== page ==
MORE SOFTNESS IN THE U.S. ECONOMY …
Based on new orders, inventory levels, production, supplier deliveries and “employment environment,” a PMI reading above fifty is considered to be reflective of an expanding economy. This month’s reading clocked in at 56.2 – well below September’s 57.5 reading (and well below analysts expectation of a half-point decline).
“Softer new business growth,” was the main culprit, according to the report, “as the latest rise in new orders was much weaker than in September and the slowest for nine months.”
“The latest increase in production volumes was the weakest since March,” the report added. “Moreover, the rate of output growth has now moderated for two months in a row, which represents the first back-to-back slowdown since May 2013.”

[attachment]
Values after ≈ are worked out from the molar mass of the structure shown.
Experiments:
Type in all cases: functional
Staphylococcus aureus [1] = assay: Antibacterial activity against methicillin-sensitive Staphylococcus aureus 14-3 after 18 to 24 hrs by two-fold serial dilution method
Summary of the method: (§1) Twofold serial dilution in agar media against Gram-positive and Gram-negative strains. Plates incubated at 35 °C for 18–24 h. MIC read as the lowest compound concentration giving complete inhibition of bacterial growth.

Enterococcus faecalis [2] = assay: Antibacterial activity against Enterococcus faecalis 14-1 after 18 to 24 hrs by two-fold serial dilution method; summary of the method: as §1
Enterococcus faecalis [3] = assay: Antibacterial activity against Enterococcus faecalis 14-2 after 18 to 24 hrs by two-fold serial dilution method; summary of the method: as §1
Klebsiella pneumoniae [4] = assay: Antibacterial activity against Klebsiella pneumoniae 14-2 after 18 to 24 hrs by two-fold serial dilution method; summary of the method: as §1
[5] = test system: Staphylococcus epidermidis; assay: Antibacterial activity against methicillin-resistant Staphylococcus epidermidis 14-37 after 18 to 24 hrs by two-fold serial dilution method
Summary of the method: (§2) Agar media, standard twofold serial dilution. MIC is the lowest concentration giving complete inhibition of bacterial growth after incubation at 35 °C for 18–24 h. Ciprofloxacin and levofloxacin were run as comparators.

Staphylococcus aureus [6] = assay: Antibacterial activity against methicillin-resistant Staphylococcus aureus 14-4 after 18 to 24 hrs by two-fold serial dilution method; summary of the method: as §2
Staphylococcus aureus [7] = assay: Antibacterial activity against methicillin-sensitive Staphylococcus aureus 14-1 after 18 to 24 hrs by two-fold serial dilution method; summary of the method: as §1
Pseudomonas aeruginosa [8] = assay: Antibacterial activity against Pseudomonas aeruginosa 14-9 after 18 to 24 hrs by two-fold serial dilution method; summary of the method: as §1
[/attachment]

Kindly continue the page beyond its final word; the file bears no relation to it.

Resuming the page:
Ruh-roh … and according to Markit this two-month backslide could “translate into a further slowdown in the coming months.”
Following an unexpected retail slump last week, we’re now looking at additional evidence of a softening economy – one in which a record 92.6 million working age citizens are already not participating.
Stocks were soaring mid-day Thursday despite the bad news … up nearly 250 points on the result of positive earnings reports. Of course the market has taken a beating over the last few weeks, so these gains aren’t exactly worth getting excited about.
Guess that means it’s time for the government’s central planners to roll out more “stimulus.”